In the aftermath of the 2008 financial crash, the British economy stagnated. What growth there was primarily resulted from an increase in the raw number of hours worked, rather than productivity gains. On average we now work longer, harder, for flatlining real wages, with more precarious contractual arrangements and less trade union protection.
This general trend has been at its most acute in the gig economy. Platforms have operated as a sink for the huge amounts of surplus capital generated by low interest rates and flatlining productivity. Massive investments have been made by those sections of the ruling class, from Saudi-backed SoftBank to Silicon valley venture funds, which are willing and able to bet big on novel business models in the hope of super-profits down the line.
But as well as hoovering up surplus capital, they’ve also absorbed the surplus labour force in major cities. Workers who have been excluded from more secure parts of the labour market due to age, qualifications, racial discrimination, caring responsibilities, immigration status and other factors have been reorganised into a huge algorithmically-managed workforce.
Whether they are rushing from cleaning job to cleaning job, driving in circles for hour after hour, or waiting for orders outside McDonalds, this section of the working class has been subject to new experiments in immiseration conducted by pioneering platform bosses.
The resulting working conditions have produced significant collective action, as workers have organised and fought back through a spate of wildcat strikes that have often felt like the industrial equivalent of guerrilla warfare. And now, there is concrete evidence that this self-defence has resulted in the creation of a significant popular coalition in support of platform workers.
New polling conducted by Survation for Fairwork has revealed a widespread understanding of the exploitation entailed by the sector and strong majorities in support of policies aimed at strengthening the hand of platform workers.
The majority of the public (52%) believe that gig economy platforms prioritise making profits over having a beneficial impact on society. Just 22% think that gig economy platforms pay workers a fair wage.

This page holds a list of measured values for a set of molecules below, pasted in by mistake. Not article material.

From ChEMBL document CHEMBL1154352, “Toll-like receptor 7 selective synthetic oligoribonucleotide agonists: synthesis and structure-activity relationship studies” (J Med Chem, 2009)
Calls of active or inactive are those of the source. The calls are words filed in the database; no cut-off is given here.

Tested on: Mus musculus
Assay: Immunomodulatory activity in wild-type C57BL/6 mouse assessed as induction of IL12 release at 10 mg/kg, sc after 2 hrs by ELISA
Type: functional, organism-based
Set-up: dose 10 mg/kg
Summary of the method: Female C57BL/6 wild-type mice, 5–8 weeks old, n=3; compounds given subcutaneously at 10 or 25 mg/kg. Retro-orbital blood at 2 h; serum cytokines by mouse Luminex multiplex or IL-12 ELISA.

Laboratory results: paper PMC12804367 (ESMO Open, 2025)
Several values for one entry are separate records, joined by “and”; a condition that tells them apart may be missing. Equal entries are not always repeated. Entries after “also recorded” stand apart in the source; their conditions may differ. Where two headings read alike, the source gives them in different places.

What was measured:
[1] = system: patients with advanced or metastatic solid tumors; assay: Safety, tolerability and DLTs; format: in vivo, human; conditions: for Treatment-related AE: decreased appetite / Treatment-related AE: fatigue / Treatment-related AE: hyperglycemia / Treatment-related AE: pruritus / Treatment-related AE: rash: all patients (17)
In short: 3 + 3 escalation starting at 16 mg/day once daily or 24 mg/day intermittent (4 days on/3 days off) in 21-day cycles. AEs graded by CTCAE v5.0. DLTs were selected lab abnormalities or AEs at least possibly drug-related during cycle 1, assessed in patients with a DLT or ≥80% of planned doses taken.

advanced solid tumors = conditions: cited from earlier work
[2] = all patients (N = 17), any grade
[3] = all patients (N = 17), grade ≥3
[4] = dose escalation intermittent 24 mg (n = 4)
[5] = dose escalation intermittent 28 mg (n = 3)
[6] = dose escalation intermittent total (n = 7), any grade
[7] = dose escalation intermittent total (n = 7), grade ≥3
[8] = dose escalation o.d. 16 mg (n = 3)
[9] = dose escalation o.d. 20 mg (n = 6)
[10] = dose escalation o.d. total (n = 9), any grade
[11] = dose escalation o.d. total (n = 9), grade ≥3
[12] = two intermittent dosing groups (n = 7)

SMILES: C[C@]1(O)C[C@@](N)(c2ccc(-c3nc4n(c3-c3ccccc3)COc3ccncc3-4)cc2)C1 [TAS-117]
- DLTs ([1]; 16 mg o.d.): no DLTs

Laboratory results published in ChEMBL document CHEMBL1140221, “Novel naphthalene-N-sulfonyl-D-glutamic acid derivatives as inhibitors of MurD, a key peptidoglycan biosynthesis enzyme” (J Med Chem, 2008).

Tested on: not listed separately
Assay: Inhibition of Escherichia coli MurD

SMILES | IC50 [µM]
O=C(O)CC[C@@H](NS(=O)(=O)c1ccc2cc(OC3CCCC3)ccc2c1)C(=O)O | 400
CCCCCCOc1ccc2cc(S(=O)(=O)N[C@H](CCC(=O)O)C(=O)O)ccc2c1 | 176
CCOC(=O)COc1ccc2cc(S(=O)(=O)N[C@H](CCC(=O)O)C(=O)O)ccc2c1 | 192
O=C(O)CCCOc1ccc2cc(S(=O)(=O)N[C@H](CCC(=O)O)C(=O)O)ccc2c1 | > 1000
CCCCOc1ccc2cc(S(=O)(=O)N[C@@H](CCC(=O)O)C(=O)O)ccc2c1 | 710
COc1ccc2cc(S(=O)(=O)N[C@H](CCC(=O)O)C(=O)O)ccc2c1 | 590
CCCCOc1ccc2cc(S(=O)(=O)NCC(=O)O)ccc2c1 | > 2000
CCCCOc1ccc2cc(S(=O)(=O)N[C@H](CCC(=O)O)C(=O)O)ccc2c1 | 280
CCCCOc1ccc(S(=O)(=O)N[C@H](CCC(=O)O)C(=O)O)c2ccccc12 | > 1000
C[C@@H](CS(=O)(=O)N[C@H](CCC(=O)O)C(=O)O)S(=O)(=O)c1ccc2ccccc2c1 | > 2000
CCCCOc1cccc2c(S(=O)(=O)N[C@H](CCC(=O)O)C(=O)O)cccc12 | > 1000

Nearly two thirds (64%) of the public support changes to employment law aimed at reducing the number of workers inaccurately defined as self-employed. Over half (57%) think platforms should be forced to negotiate with the trade unions that represent their workers.
Six out of ten people (60%) believe that platforms should be required to have worker representatives on their boards. Two thirds (66%) agree that gig economy platforms should be required to tell their workers about changes in the technology used to manage their jobs.
Significantly, this support is evident across political lines, with the majorities holding among Labour, Tory, Leave and Remain voters. Some policies, such as the requirement to inform workers about changes in management technology, even buck the wider trend in voting intention and find their strongest support amongst voters aged over 65.
Perhaps the most interesting result of all, however, is the finding that just fractionally under a majority (49%) support taking gig economy platforms into public ownership if they repeatedly fail to offer their workers fair pay and conditions. On this issue, support is concentrated among the young, with 56% in favour amongst those aged 18-34 and 53% amongst 35-44s.
Overall, the public supports transformative policy that would massively strengthen the bargaining power of platform workers and their unions.
Earlier in the year, Labour seemed to be making progress towards expressing this sentiment in parliament. Andy McDonald was, alongside Angela Rayner, co-leading on the development of a raft of progressive policies in his role as Shadow Secretary of State for Employment Rights and Protections.
Right now, only 33% of voters think Labour is the party that best represents the interests of gig workers. Developing an alternative vision of the future of work might have changed that, and the policy they generated was a lone bright spot in a party otherwise defined by a glaring lack of ideas.
But now the tide could be turning. Shadow Minister for Business and Consumers Seema Malhotra was openly courting Deliveroo lobbyists at Labour conference, just hours before McDonald was forced to resign after being instructed by the leadership to lobby against £15 an hour in a compositing meeting. McDonald has yet to be replaced.
Sometimes it seems like Keir Starmer will always end up adopting a position to the right of the British public, no matter what the issue. In the coming months, you wouldn’t bet against the same thing happening again on the question of the gig economy. Any such retreat would be indefensible on either electoral or principled grounds.
Attitudinal polling over the last decade has shown us time and time again that there is a mass base of support for a political approach which articulates how our whole system – from the housing market to the tax system and the workplace – has been rigged in favour of the super-rich.
This latest polling only expands the evidence base backing up that conclusion. From a standing start, without any campaign being conducted in support of the demand, a near majority agree with platforms being taken into public ownership unless they sort out their act.
As a result of the workers and unions who are organising on the front lines of the gig economy, a window of opportunity has opened for the socialist left to articulate transformative ideas about the future of work. From reforming employment law to a new horizon of public ownership, the Overton window is shifting.